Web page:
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A Cost Assessment of Ecosystem Services Procurement Using Three Mechanisms: Outright Purchases, Conservation Easements, and ALUS


Read the full report in PDF format, attached.


This project was commissioned by ALUS Canada to compare the costs of procuring ecosystem services from agricultural land using the ALUS program model of annual payments with the costs of alternative procurement through land securement via easements and purchases. The project identifies the key cost drivers underlying the different procurement options.
Procurement costs were estimated using methods from the literature on agricultural economics and ALUS data on actual program delivery costs. In addition an agricultural land value model was developed to estimate the costs of procurement through easements and land purchase. Interviews were used to validate assumptions.
The main difference between the procurement options is in fixed transaction and administration costs as well as ongoing management costs and their distribution between procuring agencies and farmers. Findings indicated that in most cases, ALUS projects carried lower costs for average ALUS project sizes. However the marginal cost of each additional project acre was higher for ALUS than for conservation easements, suggesting that conservation easements may be better suited to conserving large tracts of land. Outright purchase of land was found to be more expensive than either of the other two mechanisms.
The project illustrates the difficulty of comparing these mechanisms. While an ALUS project can happen almost anywhere on an agricultural property, a conservation easement or purchase is bound by legal land boundaries. ALUS can provide more spatial flexibility than typical land procurement methods, enabling a more diffuse model of ecosystem services procurement to occur.
The major conclusion of this report is that at the scale that ALUS currently operates – small, diffuse projects that are incorporated into the working landscape – it generally has lower costs than an easement or purchase would have at a comparable scale. Savings from lower transaction and management costs generally outweigh the costs of an annual payment.
Since ALUS projects do not operate at the same scale as easements and purchases, there are differences in the ecosystem services provided as well as the permanence and risks associated with different securement options. Estimating benefits was outside the scope of the analysis. The cost effectiveness of different procurement options applies to cost per hectare and cannot be assumed to extend to cost per unit of ecosystem service. The key message is that ALUS can enable ecosystem service procurement in areas that cannot be easily accessed using easements and purchases at a comparable or lower cost. Conversely, ALUS projects are likely not ideal to conserve large areas of land as economies of scale make easements more economical. For sensitive ecological areas which require intensive management outright purchase is likely the best option.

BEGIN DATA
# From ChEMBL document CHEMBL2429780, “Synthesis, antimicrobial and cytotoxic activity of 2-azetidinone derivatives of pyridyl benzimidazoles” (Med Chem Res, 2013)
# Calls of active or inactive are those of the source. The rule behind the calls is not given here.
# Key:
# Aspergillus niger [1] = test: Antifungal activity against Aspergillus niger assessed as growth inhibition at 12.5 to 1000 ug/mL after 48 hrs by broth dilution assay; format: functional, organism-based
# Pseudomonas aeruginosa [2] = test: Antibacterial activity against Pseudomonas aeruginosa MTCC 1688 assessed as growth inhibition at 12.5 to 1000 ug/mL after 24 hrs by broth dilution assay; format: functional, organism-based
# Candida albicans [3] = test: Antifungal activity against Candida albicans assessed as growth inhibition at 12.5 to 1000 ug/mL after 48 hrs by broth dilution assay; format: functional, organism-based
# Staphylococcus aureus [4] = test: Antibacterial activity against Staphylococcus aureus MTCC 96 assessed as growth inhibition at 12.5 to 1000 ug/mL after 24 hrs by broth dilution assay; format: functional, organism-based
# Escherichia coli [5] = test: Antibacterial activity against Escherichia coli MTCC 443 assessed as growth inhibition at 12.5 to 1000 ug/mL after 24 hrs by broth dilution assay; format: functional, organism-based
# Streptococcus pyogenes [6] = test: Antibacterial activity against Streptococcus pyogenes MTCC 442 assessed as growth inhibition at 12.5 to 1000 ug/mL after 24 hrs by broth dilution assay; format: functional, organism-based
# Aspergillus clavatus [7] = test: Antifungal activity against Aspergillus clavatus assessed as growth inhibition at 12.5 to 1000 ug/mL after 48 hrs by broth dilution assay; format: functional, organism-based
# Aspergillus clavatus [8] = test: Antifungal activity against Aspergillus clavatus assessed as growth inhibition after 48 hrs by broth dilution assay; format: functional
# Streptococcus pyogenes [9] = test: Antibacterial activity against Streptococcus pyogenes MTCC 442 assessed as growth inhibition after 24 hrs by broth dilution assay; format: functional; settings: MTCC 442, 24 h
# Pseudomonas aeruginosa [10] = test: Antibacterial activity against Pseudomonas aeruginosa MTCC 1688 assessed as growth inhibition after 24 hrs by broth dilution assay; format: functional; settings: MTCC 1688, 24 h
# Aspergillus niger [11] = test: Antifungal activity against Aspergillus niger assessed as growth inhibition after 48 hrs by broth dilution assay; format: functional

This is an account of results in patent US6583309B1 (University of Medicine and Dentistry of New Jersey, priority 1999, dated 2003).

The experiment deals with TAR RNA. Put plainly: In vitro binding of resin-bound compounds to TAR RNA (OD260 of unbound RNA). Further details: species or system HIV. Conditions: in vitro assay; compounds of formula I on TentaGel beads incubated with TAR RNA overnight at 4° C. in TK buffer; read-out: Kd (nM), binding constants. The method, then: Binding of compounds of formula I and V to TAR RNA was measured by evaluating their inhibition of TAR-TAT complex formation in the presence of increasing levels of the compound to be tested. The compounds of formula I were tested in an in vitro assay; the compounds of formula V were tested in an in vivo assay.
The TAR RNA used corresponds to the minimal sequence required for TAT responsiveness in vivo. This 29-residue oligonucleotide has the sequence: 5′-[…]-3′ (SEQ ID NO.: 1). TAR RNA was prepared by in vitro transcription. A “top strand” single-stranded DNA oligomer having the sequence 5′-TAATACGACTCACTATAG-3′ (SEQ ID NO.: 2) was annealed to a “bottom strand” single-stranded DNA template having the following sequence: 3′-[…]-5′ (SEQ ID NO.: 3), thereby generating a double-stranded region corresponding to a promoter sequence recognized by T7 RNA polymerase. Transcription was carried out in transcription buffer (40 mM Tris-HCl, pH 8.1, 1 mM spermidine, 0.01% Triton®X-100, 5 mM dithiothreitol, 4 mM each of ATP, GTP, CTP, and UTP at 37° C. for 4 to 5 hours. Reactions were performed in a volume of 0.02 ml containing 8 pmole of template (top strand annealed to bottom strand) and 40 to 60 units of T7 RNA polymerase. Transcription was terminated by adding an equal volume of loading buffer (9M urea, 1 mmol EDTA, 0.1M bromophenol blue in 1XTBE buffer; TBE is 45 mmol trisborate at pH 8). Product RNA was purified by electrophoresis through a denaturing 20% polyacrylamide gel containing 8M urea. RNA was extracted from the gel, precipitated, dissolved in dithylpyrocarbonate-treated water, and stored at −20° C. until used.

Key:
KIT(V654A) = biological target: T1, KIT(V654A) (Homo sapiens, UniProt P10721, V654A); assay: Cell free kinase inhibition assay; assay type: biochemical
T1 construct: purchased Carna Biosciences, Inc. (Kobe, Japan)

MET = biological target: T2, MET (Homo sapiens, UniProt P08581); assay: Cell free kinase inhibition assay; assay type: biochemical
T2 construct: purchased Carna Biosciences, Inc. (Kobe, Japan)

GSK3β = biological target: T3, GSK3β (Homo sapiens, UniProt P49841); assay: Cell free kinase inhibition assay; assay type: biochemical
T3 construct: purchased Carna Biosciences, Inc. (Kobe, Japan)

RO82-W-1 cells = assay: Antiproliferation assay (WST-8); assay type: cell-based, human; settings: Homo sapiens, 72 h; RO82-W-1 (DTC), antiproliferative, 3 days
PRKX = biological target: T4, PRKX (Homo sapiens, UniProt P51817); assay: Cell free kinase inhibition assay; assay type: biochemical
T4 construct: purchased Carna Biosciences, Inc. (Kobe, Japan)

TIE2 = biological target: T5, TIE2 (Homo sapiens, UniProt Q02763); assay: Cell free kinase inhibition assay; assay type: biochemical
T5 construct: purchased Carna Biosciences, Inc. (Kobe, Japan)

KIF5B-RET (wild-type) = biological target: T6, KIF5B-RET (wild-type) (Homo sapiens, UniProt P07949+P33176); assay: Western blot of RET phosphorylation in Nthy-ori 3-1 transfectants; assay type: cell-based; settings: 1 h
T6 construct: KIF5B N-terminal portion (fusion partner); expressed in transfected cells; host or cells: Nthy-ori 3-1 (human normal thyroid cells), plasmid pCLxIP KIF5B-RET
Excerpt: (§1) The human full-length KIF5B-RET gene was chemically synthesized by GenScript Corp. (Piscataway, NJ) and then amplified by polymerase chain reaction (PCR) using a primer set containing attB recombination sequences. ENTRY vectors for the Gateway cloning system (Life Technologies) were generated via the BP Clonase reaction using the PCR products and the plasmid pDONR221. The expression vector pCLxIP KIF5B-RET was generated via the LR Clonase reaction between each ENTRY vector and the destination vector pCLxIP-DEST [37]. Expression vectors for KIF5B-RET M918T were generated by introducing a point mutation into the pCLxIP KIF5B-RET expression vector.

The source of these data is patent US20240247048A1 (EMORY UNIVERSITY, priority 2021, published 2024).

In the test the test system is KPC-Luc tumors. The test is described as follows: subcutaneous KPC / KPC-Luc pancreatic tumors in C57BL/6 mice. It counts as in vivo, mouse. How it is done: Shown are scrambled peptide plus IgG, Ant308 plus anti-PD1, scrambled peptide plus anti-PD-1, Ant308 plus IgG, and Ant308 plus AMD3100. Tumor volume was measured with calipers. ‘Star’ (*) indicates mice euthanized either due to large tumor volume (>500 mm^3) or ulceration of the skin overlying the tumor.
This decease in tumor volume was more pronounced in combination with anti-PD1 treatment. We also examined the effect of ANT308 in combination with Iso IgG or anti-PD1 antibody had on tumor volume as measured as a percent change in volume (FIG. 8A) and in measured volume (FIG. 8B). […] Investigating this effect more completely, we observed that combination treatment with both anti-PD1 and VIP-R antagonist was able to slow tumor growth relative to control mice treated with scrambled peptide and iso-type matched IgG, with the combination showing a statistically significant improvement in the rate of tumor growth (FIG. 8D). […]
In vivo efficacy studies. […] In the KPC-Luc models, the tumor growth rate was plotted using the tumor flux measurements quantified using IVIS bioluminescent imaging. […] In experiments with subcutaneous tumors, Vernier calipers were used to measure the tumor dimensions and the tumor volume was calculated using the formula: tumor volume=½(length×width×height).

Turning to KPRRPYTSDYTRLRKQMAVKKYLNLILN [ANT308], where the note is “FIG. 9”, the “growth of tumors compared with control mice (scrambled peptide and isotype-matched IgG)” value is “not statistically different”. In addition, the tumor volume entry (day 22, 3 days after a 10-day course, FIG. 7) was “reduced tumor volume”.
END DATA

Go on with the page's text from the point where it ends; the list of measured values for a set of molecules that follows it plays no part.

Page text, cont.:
In summary each mechanism has strengths and weaknesses and ultimately the best option depends on program goals.

This study compares the costs of three different methods of ecosystem service procurement. It was found that the cost of OPs was in each case higher than the costs of CEs and ALUS projects. However the relative cost effectiveness between CE and ALUS depends on project size. When applied at the average size of an ALUS project, CEs are more costly, though the per-acre marginal costs of conservation easements are lower than those of an ALUS projects. Conservation easements have economies of scale and cost effectiveness increases with project sizes.
Wherever possible, this study attempted to be conservative in estimation of conservation easement and purchase costs. Though some farmers accept payments below the ALUS baseline rate, only baseline payment rates were used for ALUS costs. Even so, ALUS was less costly in ten of the twelve comparisons. This suggests that the ALUS model can be a low-cost method for procuring ecosystem services from small diffuse projects that are integrated into working farms.
ALUS can be applied in situations in which a purchase or an easement would be impractical at a much lower cost. The ALUS program compliments the existing mechanisms by enabling smaller, diffuse conservation projects to occur in areas where other mechanisms could not operate. Despite using an annual payment system, by working with farmers on many small projects the ALUS program enables low-cost ES procurement.

The authors would like to gratefully acknowledge the support of Bryan Gilvesy, Chris Elder, Casey Whitelock, Kim Good, and the farmers and landowners who were willing to share their experiences of the ALUS program.